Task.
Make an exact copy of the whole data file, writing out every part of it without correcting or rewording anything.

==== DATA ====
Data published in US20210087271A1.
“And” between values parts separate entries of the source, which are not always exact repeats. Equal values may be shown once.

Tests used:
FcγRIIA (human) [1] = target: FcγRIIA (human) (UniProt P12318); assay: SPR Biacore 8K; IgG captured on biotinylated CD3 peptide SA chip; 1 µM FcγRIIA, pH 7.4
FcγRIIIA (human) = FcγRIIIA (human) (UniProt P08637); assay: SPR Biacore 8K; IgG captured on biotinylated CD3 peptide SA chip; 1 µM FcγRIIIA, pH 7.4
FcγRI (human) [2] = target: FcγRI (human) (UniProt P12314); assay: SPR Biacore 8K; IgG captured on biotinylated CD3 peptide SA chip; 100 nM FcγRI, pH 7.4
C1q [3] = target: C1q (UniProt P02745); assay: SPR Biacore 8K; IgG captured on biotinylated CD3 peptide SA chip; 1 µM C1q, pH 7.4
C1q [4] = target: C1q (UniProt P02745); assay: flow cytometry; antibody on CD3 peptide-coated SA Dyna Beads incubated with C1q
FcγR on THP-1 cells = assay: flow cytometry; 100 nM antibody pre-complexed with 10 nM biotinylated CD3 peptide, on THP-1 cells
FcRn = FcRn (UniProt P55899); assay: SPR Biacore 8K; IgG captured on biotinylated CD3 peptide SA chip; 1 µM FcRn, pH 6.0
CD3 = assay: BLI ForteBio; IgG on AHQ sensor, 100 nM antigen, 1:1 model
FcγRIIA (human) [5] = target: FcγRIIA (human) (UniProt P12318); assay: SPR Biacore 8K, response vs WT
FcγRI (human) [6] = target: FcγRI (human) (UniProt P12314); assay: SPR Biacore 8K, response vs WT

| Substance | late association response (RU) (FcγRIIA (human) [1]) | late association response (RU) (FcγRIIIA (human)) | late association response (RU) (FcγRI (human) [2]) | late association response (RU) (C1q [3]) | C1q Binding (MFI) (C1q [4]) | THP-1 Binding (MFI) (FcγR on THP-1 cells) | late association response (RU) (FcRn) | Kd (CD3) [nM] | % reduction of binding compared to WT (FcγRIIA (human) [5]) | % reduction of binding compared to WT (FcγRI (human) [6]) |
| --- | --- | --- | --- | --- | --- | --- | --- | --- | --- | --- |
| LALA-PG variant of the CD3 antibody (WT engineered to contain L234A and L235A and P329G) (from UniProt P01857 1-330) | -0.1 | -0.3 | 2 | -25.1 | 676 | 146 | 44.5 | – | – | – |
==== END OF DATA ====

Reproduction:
Data published in US20210087271A1.
“And” between values parts separate entries of the source, which are not always exact repeats. Equal values may be shown once.

Tests used:
FcγRIIA (human) [1] = target: FcγRIIA (human) (UniProt P12318); assay: SPR Biacore 8K; IgG captured on biotinylated CD3 peptide SA chip; 1 µM FcγRIIA, pH 7.4
FcγRIIIA (human) = FcγRIIIA (human) (UniProt P08637); assay: SPR Biacore 8K; IgG captured on biotinylated CD3 peptide SA chip; 1 µM FcγRIIIA, pH 7.4
FcγRI (human) [2] = target: FcγRI (human) (UniProt P12314); assay: SPR Biacore 8K; IgG captured on biotinylated CD3 peptide SA chip; 100 nM FcγRI, pH 7.4
C1q [3] = target: C1q (UniProt P02745); assay: SPR Biacore 8K; IgG captured on biotinylated CD3 peptide SA chip; 1 µM C1q, pH 7.4
C1q [4] = target: C1q (UniProt P02745); assay: flow cytometry; antibody on CD3 peptide-coated SA Dyna Beads incubated with C1q
FcγR on THP-1 cells = assay: flow cytometry; 100 nM antibody pre-complexed with 10 nM biotinylated CD3 peptide, on THP-1 cells
FcRn = FcRn (UniProt P55899); assay: SPR Biacore 8K; IgG captured on biotinylated CD3 peptide SA chip; 1 µM FcRn, pH 6.0
CD3 = assay: BLI ForteBio; IgG on AHQ sensor, 100 nM antigen, 1:1 model
FcγRIIA (human) [5] = target: FcγRIIA (human) (UniProt P12318); assay: SPR Biacore 8K, response vs WT
FcγRI (human) [6] = target: FcγRI (human) (UniProt P12314); assay: SPR Biacore 8K, response vs WT

| Substance | late association response (RU) (FcγRIIA (human) [1]) | late association response (RU) (FcγRIIIA (human)) | late association response (RU) (FcγRI (human) [2]) | late association response (RU) (C1q [3]) | C1q Binding (MFI) (C1q [4]) | THP-1 Binding (MFI) (FcγR on THP-1 cells) | late association response (RU) (FcRn) | Kd (CD3) [nM] | % reduction of binding compared to WT (FcγRIIA (human) [5]) | % reduction of binding compared to WT (FcγRI (human) [6]) |
| --- | --- | --- | --- | --- | --- | --- | --- | --- | --- | --- |
| LALA-PG variant of the CD3 antibody (WT engineered to contain L234A and L235A and P329G) (from UniProt P01857 1-330) | -0.1 | -0.3 | 2 | -25.1 | 676 | 146 | 44.5 | – | – | – |